• $\begingroup$ The two main sources opacity are: low energy (coldness, including radiation-free vacuum environments); and a lack of available transition options due to quantization effects at low mass-energies. Cold e.g. enables superconductors, superfluids, and Bose condensates to form human-scale quantum regions where all particles participate in a single wave function. Quantization blindness enables super light electrons to form stable wave functions (orbitals) even in the presence of vast, info-rich thermal energy. Their lack of low-energy transition opportunities leaves them no "memory to see that info. $\endgroup$ – Terry Bollinger Sep 14 '14 at 16:57
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Newtonian physics is generally a good approximation in a problem as long as any significant differences in the action involved in the problem are much larger than Planck's constant (if not, quantum mechanics will be needed), the speeds involved in the problem are much less than the speed of light (if not, special relativity will be needed), and as long as the Schwarzschild radius of any gravitating object in the problem is much smaller than the object's radius (if not, general relativity will be needed). In addition, if a problem meets the criteria for needing both quantum mechanics and special relativity, then quantum field theory is needed.

Quantum mechanics is generally adequate for analyzing the electrons within atoms, but quantum field theory is generally needed for any other kind of subatomic particles.

The above are really just rules of thumb. For example, macroscopic quantum phenomena exist, in which quantum phenomena are apparent at a macroscopic scale.

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    $\begingroup$ This is technically correct, but I wonder if OP will take anything away from it. Not being a physicist, references to action may not be helpful. Can OP weigh in here? $\endgroup$ – DanielSank Sep 12 '14 at 6:26
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    $\begingroup$ Yes, this answer is quite clear and intelligible for me. Thank you. $\endgroup$ – Jess Parker Sep 14 '14 at 12:35
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The answer depends on the thermodynamic temperature of the environment of these objects, the interaction strength with which they couple to this environment and their lifetime.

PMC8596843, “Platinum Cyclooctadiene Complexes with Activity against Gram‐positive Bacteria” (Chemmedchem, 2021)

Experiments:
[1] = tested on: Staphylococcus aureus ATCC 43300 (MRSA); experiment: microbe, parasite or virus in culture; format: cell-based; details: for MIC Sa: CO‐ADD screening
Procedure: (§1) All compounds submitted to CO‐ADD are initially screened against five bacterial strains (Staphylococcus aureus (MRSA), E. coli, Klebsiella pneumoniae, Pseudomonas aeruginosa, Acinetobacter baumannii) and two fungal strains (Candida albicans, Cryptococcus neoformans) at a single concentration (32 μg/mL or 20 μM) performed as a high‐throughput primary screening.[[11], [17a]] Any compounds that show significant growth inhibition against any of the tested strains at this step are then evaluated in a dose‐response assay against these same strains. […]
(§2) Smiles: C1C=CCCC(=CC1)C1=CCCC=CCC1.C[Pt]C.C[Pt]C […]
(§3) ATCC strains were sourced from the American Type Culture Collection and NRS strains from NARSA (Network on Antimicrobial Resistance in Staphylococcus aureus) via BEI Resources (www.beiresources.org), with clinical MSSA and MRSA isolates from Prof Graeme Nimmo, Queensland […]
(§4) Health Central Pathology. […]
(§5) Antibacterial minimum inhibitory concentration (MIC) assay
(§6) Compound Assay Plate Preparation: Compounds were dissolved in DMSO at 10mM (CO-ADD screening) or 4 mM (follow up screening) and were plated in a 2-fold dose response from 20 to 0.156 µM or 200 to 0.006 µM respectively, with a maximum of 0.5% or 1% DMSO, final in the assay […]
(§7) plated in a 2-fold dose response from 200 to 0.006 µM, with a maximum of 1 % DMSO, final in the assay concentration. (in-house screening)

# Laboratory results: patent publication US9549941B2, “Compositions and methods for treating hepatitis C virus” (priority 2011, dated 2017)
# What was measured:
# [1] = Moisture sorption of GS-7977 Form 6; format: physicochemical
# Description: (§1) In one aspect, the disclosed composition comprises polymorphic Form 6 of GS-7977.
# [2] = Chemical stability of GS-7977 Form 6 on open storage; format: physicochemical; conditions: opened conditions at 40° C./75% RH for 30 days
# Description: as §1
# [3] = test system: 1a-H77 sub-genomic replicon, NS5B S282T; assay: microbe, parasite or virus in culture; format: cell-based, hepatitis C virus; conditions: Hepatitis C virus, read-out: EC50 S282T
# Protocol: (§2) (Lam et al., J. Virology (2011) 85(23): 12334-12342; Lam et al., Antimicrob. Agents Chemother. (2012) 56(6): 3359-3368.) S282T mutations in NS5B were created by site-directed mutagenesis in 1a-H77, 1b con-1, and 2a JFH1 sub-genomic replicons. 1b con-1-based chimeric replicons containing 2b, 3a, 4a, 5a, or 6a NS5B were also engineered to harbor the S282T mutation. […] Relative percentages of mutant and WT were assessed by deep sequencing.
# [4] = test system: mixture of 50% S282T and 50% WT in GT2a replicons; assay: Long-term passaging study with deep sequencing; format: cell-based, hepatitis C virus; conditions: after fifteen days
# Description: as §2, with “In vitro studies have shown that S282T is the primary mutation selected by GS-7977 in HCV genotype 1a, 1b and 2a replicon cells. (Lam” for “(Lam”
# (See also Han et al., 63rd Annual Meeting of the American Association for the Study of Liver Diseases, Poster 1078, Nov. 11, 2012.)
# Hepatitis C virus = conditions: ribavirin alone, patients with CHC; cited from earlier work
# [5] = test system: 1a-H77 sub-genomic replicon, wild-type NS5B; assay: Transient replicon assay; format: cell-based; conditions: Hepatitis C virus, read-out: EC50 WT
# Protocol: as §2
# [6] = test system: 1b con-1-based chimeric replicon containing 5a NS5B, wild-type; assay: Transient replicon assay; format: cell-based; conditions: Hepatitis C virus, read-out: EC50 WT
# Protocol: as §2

The spatially largest and consequently longest lived observed quantum effects, that I am aware of, are interference fringes of light that came from galaxies that are millions of lightyears away. The reason why these photons didn't suffer from decoherence is because they are very long lived (photon lifetime is infinite in the theory) and the universe is both very cold and only thinly populated with atoms which could scatter these photons. As a result, the light that was emitted so long ago is still coherent and will show the exact same interference terms that one would expect from a light source just a few feet away in the laboratory.

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Well, technically, both newtonian physics, relativity and QM work in tandem, all the time. However, some of the abstractions break down - for example, when you're dealing with an electron in isolation, it behaves well in accord with newtonian physics. The same way, even if that electron moves at half the speed of light, from the POV of the electron, it sill behaves classically. The interactions are the interesting part, and that's where the perceived "limits" lie.

Now, even you, as a macroscopic object, are subject to quantum physics. However, the classical approximation is by far close enough to the reality, that adding QM to the equation doesn't really change much. Think about it just like with e.g. the EM charge of an atom - no atom is truly neutral. It's just that the tiny electro-magnetic is easily lost in the tons of other interactions the atom and its constituent parts undergo - in this case, simple thermal effects are much stronger in magnitude than the moment.

One interesting "limit" for QM I've read about can be summarized as this: quantum mechanical effects are important when the physical delimitation of the "particle" is significantly bigger than the wave-length of that "particle". So for example, individual electrons will tend to behave less classically in EM interactions, because most of the EM charge of the electron is concentrated in a radius significantly smaller than the wave-length of the electron. On the other hand, your body is much larger than the wave-length of your body as a whole, so you as a whole tend to behave rather classically, even though your constituent parts don't. Taking a CPU as an example, every single transistor is dependent on quantum physics (quantum tunelling in particular) to work, but the processor as a whole does not display non-classical behaviour - in fact, even the transistor itself, as a black box, does not behave "quantumly".